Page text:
The Healthcare System is Failing Young Adults in America

In all the reforms and discussions on healthcare, young adults and their mental health are rarely addressed. This is alarming as there has been a 71% increase in the serious psychological distress for young adults between 2008 and 2017. Not only are 18-25 year olds more likely to report having mental health challenges, but under half of these young adults with major depression actually got the treatment they were looking for. Even while it has become less stigmatizing to seek mental health treatment, young adults face a number of barriers and problems to finding support. For young adults who are also dealing with the stress of a rare or chronic disease, it’s imperative to find a reliable support system including mental health. I outline three main barriers to finding adequate mental health assistance below—insurance coverage, costs, and the lack of therapists focusing on young adult needs—but, I offer some suggestions for how to make it all work for you.

Insurance Coverage

Finding a therapist that fits your needs is tough. It took me about 20 emails and calls to find a therapist in DC and then another 20 emails and calls to find a therapist when I moved to Boston. I wouldn’t call myself picky, but the biggest problem was finding a therapist who took my health insurance. Many therapists would prefer to set up a private practice and get paid more; who could blame them? But this isn’t something new. Kaiser Health has noted a growing disconnect between mental health specialists and the health insurance industry since the end of the Second World War! A 2014 study said that only 55.3% of psychiatrists accepted insurance.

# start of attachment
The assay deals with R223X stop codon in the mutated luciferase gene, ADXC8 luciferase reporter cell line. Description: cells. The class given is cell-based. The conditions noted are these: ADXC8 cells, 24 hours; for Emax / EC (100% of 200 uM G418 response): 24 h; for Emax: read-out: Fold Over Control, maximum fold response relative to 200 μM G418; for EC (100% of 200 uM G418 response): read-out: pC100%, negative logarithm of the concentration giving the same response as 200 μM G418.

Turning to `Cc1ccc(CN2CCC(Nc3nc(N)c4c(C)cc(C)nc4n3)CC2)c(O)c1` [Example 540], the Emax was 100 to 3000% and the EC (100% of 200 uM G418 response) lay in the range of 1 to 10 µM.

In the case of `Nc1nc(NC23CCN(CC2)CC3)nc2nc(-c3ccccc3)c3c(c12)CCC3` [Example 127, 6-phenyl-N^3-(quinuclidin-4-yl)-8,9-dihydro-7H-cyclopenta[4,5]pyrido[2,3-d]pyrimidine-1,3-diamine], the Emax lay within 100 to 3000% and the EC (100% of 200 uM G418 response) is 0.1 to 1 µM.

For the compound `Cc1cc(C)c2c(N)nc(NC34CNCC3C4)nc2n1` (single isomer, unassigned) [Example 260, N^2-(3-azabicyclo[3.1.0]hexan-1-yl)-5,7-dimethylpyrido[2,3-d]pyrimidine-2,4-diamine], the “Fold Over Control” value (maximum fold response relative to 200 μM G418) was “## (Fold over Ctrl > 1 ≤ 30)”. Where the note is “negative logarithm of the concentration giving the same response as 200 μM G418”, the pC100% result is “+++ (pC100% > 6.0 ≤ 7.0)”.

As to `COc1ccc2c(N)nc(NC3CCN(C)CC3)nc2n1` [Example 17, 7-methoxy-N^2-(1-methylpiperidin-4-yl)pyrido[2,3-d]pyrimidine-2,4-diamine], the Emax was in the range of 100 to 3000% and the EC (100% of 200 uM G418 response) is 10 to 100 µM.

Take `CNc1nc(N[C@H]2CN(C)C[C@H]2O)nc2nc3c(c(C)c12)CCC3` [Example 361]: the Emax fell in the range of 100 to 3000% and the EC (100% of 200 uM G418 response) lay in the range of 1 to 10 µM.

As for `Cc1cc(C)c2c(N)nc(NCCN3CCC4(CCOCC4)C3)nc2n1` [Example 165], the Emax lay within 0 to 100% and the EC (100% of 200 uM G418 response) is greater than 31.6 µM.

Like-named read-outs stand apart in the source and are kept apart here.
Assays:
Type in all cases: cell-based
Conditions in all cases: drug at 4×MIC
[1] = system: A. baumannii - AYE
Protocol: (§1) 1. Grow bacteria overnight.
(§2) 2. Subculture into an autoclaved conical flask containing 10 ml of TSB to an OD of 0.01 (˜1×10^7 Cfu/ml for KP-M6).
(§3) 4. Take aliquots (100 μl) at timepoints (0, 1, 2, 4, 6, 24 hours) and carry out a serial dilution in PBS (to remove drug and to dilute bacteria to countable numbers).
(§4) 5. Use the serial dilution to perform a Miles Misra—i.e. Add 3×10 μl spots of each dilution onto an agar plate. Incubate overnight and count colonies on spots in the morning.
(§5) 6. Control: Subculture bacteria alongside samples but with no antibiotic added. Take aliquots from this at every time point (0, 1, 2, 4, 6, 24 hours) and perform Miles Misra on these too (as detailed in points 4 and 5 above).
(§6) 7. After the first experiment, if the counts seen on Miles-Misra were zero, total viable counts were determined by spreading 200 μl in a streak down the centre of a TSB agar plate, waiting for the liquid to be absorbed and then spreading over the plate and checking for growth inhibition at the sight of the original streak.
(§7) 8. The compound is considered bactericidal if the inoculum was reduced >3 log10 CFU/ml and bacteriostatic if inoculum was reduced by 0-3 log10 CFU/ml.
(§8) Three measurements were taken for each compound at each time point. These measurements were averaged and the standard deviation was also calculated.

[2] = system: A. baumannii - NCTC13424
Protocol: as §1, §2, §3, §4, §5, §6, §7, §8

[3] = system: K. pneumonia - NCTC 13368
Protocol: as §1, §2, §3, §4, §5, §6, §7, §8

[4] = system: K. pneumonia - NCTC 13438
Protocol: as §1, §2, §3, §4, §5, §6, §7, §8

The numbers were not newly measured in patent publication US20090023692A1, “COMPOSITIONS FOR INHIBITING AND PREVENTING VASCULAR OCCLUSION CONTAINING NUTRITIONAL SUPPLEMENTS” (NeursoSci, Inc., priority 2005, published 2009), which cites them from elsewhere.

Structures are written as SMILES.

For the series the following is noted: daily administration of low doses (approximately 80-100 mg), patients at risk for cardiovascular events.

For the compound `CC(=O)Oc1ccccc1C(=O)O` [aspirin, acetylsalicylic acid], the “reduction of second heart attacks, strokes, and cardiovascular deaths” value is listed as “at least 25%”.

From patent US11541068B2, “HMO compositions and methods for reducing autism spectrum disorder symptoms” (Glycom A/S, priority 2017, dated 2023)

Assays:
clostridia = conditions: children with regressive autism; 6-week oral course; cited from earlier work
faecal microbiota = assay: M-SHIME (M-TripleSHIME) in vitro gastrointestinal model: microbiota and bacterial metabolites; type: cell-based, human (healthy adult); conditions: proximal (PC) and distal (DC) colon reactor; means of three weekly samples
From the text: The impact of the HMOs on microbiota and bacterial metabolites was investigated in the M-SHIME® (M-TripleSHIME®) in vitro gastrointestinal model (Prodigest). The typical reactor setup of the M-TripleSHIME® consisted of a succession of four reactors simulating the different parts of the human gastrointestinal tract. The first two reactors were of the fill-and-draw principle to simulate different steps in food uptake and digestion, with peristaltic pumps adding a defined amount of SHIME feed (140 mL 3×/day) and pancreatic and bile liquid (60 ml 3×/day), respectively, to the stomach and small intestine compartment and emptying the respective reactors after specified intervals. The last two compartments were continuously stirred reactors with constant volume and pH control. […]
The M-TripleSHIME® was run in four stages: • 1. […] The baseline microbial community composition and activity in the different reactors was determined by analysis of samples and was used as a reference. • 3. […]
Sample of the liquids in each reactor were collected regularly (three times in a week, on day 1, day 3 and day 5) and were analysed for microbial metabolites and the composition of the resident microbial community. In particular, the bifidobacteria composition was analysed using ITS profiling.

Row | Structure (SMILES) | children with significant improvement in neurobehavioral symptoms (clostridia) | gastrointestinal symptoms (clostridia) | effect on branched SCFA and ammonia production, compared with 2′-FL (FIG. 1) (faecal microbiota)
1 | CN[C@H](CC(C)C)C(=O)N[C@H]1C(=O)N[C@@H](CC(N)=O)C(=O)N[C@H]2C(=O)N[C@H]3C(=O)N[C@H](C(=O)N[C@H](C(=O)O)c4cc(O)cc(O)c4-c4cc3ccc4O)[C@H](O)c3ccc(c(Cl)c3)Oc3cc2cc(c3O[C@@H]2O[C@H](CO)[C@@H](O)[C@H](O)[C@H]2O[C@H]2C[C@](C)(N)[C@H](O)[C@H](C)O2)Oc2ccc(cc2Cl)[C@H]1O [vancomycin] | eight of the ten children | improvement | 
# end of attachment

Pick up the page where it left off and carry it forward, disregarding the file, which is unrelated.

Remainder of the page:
With so many therapists and psychiatrists not accepting insurance, I started asking their fees to see if I could simply pay out of pocket. For those who didn’t take my health insurance, they were charging between $125 to $175 per session. If I were to go weekly that could cost me up to $8,400 for the year! After enough calls, I finally found a therapist that fit my needs and accepted my insurance, but that isn’t the reality for so many young adults. 38% of young adults (18-24) work in the gig economy (e.g., Uber or Grubhub), which rarely provides health insurance. Many more might be in unpaid internships, in school full-time, working part-time, or have other barriers to insurance. With health insurance largely dependent on your employment, many young adults simply cannot afford adequate mental health treatment.

Specializing in Young Adult Needs

As a teenager, I used to hate going to therapy because all they wanted to talk about was my mom’s diagnosis of Huntington’s Disease rather than my needs. It was because I was just trying to find someone who took my health insurance and was available during the same time I was. I realized I was looking at it the wrong way and should have been looking for someone who had a background in working with young adults dealing with anxiety. It’s increasingly more difficult to find therapists who can understand my needs as a young adult, my anxiety, and the stress that comes from having a rare disease.

What to do about it